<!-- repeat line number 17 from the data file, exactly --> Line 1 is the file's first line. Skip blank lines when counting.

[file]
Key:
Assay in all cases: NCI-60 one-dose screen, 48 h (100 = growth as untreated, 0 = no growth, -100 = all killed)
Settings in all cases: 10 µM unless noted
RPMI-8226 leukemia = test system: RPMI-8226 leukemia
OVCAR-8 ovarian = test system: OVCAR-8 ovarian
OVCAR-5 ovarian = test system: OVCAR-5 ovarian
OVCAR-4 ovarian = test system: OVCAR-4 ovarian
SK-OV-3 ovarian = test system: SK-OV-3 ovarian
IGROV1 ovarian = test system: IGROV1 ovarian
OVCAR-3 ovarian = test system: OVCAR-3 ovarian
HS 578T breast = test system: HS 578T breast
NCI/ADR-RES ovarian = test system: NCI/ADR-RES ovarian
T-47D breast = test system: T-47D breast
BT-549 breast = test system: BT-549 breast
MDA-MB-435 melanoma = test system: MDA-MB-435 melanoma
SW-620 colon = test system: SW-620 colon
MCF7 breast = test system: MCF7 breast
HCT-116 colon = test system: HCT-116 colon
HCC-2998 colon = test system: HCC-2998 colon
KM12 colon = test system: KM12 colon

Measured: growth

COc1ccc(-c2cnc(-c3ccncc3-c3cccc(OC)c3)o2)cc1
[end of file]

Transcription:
MCF7 breast = test system: MCF7 breast